Last month, Nvidia released its third Pascal video card, the GTX 1060 Founders Edition (FE) video card which beat AMD’s new card, the Polaris RX 480 reference version. We overclocked the Founders Edition and we even pitted it against the overclocked RX 480 and the GTX 980 in a third follow up evaluation. Last Friday, BTR received a $259 EVGA GTX 1060 Superclocked (SC) Gaming edition from EVGA which is factory overclocked by EVGA right out of the box, and we have put it through its paces with what is probably the largest PC game benchmark suite in the English language, 25 games.
We compare the SC’s performance – at EVGA’s factory overclock and further overclocked by us – with the reference clocked and overclocked GTX 1060 Founders Edition, and also versus the reference RX 480. Since all three cards retail for over $239, they make for a natural comparison, and we will use 1920×1080 and 2560×1440 to help determine the overall value/performance winner.
We will not recap Nvidia’s Pascal architecture here as with our GTX 1060 Founders Edition launch article, but will instead focus on the performance of the new EVGA GTX 1060 SC. This evaluation is focused on each card’s performance, primarily comparing the EVGA GTX 1060 SC against the Founders Edition of the GTX 1060, and we will try to answer the question, which card should you buy? We will then place this evaluation into our larger context of 10 video card configurations including the RX 470 and the RX 480 which we call “The Big Picture” to see if you should consider an upgrade or not.
The EVGA GTX 1060 SC Gaming Edition
This EVGA GTX 1060 SC is clocked the higher of the two currently available air-cooled GTX 1060 EVGA cards which feature ACX 2.0 cooling technology which was first introduced for their GTX 980. With optimized Swept fan blades, double ball bearings and an extreme low power motor, EVGA ACX 2.0 delivers more air flow with less power, unlocking additional power for the GPU, and the fan will even shut down when the card is not under load.
Features of EVGA’s GeForce GTX 1060 SC Gaming Edition:
You can find out much more here. As a recap, here are the specifications and the details for the EVGA GTX 1060 SC Gaming edition:
Here are the specifications for the reference Founders Edition of the GTX 1060:
The EVGA GTX 1060 SC’s card’s base clock is 1607MHz, up 101MHz over the reference Founders Edition base clock, and the EVGA boost clock is 1835MHz, 127MHz higher than Nvidia’s guaranteed minimum reference boost of 1708MHz. We will show the boost and base clocks that we actually got compared with our sample of the Founders Edition, and we will also compare both cards clocked as far as we could stably push them including adding extra voltage and/or adjusting the fan profiles.
Notice that the GDDR5 memory is not further overclocked by EVGA. We found we gained some impressive performance by overclocking the memory clocks.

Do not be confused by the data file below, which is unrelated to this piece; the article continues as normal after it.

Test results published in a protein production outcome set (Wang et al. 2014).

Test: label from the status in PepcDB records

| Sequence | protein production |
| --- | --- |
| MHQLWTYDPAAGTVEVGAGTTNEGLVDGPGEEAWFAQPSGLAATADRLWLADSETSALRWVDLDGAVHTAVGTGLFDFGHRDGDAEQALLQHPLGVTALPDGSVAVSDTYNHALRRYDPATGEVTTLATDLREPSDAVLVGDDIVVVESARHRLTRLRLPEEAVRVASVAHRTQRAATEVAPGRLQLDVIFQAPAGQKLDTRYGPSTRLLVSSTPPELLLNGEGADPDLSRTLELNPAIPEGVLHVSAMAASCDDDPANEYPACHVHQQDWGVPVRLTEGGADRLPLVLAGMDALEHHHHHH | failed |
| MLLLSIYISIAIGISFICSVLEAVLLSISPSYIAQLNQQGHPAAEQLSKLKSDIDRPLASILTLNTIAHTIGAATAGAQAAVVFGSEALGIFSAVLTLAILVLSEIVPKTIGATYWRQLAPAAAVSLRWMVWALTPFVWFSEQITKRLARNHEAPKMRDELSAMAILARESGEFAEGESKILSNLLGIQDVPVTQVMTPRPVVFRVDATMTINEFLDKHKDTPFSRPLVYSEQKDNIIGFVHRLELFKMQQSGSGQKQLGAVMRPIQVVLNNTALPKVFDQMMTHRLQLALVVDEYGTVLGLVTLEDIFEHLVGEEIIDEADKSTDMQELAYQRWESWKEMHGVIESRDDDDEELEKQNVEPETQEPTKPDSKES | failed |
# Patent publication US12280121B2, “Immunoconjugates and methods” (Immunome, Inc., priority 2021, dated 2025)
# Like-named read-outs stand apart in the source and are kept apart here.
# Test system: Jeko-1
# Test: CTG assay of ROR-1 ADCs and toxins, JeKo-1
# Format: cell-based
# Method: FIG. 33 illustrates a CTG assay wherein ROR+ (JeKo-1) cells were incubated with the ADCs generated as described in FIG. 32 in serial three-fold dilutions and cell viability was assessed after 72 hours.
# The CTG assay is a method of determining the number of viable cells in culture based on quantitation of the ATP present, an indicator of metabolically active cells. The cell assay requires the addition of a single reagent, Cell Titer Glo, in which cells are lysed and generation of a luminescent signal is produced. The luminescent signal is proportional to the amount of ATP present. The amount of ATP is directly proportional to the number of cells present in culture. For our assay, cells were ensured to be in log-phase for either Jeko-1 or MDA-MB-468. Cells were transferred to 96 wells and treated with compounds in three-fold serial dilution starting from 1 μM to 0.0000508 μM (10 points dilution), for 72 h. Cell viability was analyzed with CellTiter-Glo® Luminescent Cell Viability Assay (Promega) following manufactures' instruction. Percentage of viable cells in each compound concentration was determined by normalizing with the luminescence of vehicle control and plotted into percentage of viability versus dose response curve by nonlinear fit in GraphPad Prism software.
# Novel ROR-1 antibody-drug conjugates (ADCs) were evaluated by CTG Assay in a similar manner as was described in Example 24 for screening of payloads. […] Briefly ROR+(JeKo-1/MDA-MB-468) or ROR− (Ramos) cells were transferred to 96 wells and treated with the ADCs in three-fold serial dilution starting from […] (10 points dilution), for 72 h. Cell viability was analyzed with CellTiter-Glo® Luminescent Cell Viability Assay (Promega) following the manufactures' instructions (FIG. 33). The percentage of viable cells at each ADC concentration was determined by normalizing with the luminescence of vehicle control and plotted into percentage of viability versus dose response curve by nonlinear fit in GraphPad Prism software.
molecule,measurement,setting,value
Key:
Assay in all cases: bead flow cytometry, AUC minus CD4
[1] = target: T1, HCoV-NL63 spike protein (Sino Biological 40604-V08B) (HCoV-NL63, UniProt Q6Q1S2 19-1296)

From what we can see, the specifications of the EVGA GTX 1060 SC Gaming Editon are impressive, and it clocked significantly higher than the reference Founders Edition version, and with a quieter cooler. You are also covered by EVGA’s 3-year warranty with a further warranty extension available upon registration within 90 days of purchase.
Our EVGA GTX 1060 SC Gaming Edition ACX 2.0 came directly from EVGA to BTR as a sample, last Friday. EVGA wants to make it very clear that what they sent us is the same as what you can buy from any etailer. EVGA sent out this press release after the release of their GTX 1080 FTW:
EVGA was one of the first graphics card companies to offer overclocked graphics cards, and since day one EVGA always delivered the exact same products to reviewers as well as customers. EVGA does not “fake” reviews or send out products with “tweaked” clockspeeds to reviewers. With EVGA Superclocked, FTW and Classified graphics cards, what you see is what you get.
Learn more at http://www.evga.com/articles/01022/evga-wysiwyg/
Our Big Picture Testbed of Competing Cards
Our testing platform is Windows 10 Home 64-bit, using an Intel Core i7-6700K at 4.00GHz which turbos to 4.4GHz for all cores as set in the ASRock Z7170 motherboard’s BIOS, and 16GB of G.SKILL DDR4 at 3000MHz. The settings and hardware are identical except for the drivers being tested.
Our testbed of competing cards tests 25 games and 2 synthetics featuring our newest 2016 games, Mirror’s Edge Catalyst and DOOM, and we are also including Ashes of the Singularity, Hitman, Total War Warhammer, and Rise of the Tomb Raider using DX12. We have also added Futuremark’s benchmark, Time Spy. We will compare the performance of 25 games at 1920×1080 and 2560×1440 with maximum settings.
This evaluation will pit the stock and overclocked EVGA GTX 1060 SC against the stock and overclocked reference Founders Edition of the GTX 1060, and also against the RX 480. Our bigger picture will further compare performance with the GeForce GTX 1070, the GTX 970 EXOC, and the GTX 960 OC, plus our PowerColor Red Devil RX 470 at reference speeds and the PowerColor 280X.
How does the EVGA GTX 1060 SC compare with its rival, AMD’s Polaris RX 480?
Well, it doesn’t. The RX 480 is generally outperformed by the Founders Edition of the GTX 1060 so an overclocked version like the EVGA GTX 1060 SC will be even faster. Unfortunately, the RX 480 reference version is not a good overclocker.
Let’s take a closer look at the new EVGA GTX 1060 SC Gaming Edition ACX 2.0.